If you or someone you know may be considering suicide, contact the National Suicide Prevention Lifeline at 1-800-273-8255 (En Español: 1-888-628-9454; Deaf and Hard of Hearing: 1-800-799-4889) or the Crisis Text Line by texting HOME to 741741.
As a first-year student at Boston College in fall 2020, Ella Snyder recalls feeling isolated and being anxious about the university’s new COVID-19 safety restrictions.
“I was very worried about how I would make friends while also having to social distance,” she says. “It was kind of like I was trying to figure out this impossible balance.”
Walking across campus, Snyder spotted a flyer advertising Lean On Mea peer support network that hosts online, confidential conversations with students who have received about 30 hours of initial training, including crisis protocols.
Snyder signed up, sent a text and started to chat with a peer. She says the conversation helped her process her anxiety.
“It was just really nice to have my opinion validated,” she explains. “I felt like a bad person for having questions about the COVID concerns, because obviously you want to respect the pandemic and not spread the virus but also it takes a toll on your own mental health, too.”
During the pandemic, a nationwide crisis of isolation and anxiety has fallen particularly hard on young people – and more and more, those young people are turning to each other for help. In a new national surveynearly half of college students said pandemic disruptions have made them more likely to seek out peer counseling, as Snyder did, including 20% who said it has made them “much more likely.”
Researchers with the Mary Christie Institute and Lady Gaga’s Born This Way Foundation surveyed more than 2,000 college students last fall and found two-thirds said they’ve faced a mental health challenge in the past year. One in five has already received peer counseling.
“Students want support from their peers,” says Zoe Ragouzeos, president of the Mary Christie Institute. And colleges are eager to give them that support, especially at a time when college mental health providers are continuing to postpone overwhelming workloads and high levels of burnout.
But Ragouzeos warns peer counselors aren’t always prepared to deal with crisis situations the way clinicians can. In the survey, 16% of student counselors said they weren’t aware of emergency protocols if they become worried for another student’s safety.
Of all the survey’s findings, Ragouzeos says that one is the most troubling.
Peer counselors can’t replace mental health professionals on campus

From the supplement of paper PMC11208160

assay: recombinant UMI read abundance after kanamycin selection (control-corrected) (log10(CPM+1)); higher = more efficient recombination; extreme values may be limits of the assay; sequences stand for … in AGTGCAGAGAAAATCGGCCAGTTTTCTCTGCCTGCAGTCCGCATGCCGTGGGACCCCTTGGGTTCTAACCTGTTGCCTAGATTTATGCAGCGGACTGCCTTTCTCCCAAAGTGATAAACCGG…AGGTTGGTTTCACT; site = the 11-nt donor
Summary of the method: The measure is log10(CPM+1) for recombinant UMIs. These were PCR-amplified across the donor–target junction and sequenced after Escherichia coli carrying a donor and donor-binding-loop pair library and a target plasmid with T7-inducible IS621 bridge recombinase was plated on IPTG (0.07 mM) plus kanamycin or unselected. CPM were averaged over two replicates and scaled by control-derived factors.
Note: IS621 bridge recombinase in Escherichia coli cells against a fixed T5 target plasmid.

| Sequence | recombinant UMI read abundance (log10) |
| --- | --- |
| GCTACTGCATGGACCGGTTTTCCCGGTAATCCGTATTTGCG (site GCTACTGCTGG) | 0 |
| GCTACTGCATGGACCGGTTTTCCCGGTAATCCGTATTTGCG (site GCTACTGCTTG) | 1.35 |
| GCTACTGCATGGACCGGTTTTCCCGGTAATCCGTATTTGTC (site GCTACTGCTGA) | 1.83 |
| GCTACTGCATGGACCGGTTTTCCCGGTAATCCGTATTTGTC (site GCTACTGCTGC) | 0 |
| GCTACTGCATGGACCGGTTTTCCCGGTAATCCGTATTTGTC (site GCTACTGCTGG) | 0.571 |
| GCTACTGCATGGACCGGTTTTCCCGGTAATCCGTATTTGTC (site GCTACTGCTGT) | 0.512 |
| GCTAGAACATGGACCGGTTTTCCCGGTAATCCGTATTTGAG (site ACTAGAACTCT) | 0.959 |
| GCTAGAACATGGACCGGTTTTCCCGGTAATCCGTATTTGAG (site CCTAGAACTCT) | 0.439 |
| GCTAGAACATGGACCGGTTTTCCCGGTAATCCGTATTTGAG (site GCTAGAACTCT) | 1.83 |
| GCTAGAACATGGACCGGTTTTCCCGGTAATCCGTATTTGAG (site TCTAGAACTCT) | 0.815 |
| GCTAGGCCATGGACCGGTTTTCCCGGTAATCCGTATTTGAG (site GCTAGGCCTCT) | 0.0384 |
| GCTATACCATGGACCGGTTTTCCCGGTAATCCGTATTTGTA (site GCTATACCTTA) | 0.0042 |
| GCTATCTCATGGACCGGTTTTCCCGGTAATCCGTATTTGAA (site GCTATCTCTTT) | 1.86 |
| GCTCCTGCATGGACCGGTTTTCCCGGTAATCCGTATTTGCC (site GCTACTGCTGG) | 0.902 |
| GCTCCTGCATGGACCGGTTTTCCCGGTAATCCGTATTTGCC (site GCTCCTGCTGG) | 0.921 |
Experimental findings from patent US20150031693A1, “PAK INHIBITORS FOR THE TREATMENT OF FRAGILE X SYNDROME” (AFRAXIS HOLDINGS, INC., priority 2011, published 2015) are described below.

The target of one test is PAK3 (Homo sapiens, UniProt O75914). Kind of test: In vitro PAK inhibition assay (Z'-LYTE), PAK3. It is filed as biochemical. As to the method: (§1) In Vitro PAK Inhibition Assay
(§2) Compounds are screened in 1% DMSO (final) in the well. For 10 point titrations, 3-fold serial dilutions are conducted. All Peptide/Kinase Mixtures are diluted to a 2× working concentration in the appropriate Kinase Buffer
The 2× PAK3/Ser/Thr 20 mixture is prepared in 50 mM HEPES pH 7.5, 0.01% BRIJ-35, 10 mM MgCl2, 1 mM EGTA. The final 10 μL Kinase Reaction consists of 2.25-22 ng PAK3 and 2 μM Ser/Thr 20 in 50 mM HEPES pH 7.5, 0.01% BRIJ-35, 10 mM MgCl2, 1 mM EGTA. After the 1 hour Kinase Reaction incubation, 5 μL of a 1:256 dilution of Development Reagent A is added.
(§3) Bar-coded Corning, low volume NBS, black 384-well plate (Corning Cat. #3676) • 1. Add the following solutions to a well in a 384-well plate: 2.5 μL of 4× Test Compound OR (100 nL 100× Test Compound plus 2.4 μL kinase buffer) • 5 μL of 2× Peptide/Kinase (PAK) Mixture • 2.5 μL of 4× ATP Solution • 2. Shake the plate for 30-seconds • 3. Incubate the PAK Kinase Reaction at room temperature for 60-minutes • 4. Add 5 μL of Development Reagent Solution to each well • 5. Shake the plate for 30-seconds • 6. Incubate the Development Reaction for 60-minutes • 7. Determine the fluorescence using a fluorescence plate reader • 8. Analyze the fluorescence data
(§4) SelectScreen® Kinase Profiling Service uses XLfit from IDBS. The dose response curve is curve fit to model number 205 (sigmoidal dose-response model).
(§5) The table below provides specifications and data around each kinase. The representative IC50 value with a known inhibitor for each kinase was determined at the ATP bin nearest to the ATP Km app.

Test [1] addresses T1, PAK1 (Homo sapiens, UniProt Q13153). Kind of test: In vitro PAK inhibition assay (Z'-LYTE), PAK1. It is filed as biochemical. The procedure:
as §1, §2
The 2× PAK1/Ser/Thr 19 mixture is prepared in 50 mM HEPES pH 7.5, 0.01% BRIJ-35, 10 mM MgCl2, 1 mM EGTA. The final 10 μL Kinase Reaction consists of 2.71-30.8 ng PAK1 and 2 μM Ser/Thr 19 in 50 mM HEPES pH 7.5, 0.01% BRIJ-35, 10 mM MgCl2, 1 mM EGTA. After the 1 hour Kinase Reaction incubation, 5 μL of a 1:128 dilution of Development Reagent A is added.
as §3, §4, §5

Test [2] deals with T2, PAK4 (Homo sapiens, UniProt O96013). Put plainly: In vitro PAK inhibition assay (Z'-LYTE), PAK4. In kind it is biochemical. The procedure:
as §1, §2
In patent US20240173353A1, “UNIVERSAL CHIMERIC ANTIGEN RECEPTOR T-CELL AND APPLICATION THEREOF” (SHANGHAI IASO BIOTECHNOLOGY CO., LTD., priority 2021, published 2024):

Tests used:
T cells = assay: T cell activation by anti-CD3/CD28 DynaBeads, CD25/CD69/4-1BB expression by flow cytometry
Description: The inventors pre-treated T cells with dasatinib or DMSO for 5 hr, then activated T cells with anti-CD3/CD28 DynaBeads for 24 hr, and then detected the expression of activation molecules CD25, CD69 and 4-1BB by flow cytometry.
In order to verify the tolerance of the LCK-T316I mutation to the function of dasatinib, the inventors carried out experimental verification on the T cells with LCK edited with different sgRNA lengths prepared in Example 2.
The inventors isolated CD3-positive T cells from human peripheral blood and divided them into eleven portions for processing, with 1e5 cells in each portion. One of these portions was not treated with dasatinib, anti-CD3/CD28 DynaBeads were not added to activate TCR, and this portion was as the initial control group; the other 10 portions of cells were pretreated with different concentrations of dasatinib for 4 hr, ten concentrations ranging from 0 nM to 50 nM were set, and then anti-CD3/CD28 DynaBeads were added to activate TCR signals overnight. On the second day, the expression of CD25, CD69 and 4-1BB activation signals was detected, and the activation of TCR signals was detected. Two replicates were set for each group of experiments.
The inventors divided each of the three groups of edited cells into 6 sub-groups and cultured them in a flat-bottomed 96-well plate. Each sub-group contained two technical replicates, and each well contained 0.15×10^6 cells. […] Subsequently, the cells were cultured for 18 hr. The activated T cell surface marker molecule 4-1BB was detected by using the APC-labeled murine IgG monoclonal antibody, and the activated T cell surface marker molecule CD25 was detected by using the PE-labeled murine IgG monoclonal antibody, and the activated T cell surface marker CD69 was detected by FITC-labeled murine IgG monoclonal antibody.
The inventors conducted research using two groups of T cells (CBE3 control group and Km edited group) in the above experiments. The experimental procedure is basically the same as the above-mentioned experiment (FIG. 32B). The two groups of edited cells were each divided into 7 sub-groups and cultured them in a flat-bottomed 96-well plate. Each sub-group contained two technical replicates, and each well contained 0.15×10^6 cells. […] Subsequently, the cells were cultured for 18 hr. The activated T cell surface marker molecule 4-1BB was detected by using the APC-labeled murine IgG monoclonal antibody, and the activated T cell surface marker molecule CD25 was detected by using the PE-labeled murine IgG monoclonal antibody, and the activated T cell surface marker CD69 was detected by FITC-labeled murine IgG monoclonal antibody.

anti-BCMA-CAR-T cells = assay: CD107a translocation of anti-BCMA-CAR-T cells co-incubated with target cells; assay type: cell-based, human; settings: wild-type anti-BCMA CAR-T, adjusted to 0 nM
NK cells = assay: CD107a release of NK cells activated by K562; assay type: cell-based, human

At Boston College, Snyder, 19, has moved from receiving peer counseling to providing it through Lean On Me. She says she has a lot of conversations about how the pandemic has impacted college life this year, especially during the omicron-driven case surge.
“It’s a difficult transition period going from in-person to online classes, and then a mix of online and in-person this year,” she explains. “So I think that kind of brought up a lot of different elements of change that students were not ready for.”
Lean On Me’s student leaders say the number of students seeking peer support has spiked during the pandemic. And last fall the number of confidential text messages expressing suicidal thoughts or self-harm increased, too.
Lean On Me’s peer counselors have been trained in risk assessment, campus protocol and on- and off-campus resources, and their training continues throughout their service. When a student reaches out and seems to be in crisis, the network, which is not designed to handle crisis situations, connects them to professional resources or hotlines off campus.
But, as the survey shows, not all peer counselors are prepared to deal with students in crisis.
“It’s imperative the students be uniformly trained,” Ragouzeos says. “We want them to know what to do when they are encountering a higher-risk situation. The counseling centers need to be front and center in terms of managing these kinds of programs on their campuses. They know what to do if they are involved with a student who seems to need emergency support in that moment.”
Mental health counselors on campus agree.
“We can’t outsource this work to students who aren’t trained in it,” says Matthew Barry, an assistant director for community development with the counseling center at Worcester Polytechnic Institute.
The school in central Massachusetts has about 350 trained peer counselors for its more than 7,000 students, but is still facing what Barry calls a mental health crisis after seven student deaths since July 2021.
“It’s been a very difficult year for us,” Barry says, choking up. “There’s a lot of pain. A lot of people are hurting, and we’re doing our best to try to help.”
Looking forward, WPI administrators are pledging to provide more mental health resources, including additional peer support. In his role at WPI’s counseling center, Barry recruits and trains about a hundred students each year for a support network that, like Lean On Me, refers crisis situations to a community hotline.
He says demand is high, but he thinks WPI can do more to increase mental health awareness among all students, not just peer counselors, so they’re more likely to ask for help when they need it.
“Can we do a better job of putting it out there in a way that people will see it and digest it and hear it and take it to heart?”
Making it easier to reach out for help
At Boston College, Ella Snyder says her volunteer work has taken on new meaning since one of her friends, who attended another college, died by suicide over the summer.
“Every time I’m taking a conversation now, I try and keep in mind that maybe if something like that existed at his school, he wouldn’t have been afraid to reach out for help, just because it’s so easy and so confidential. “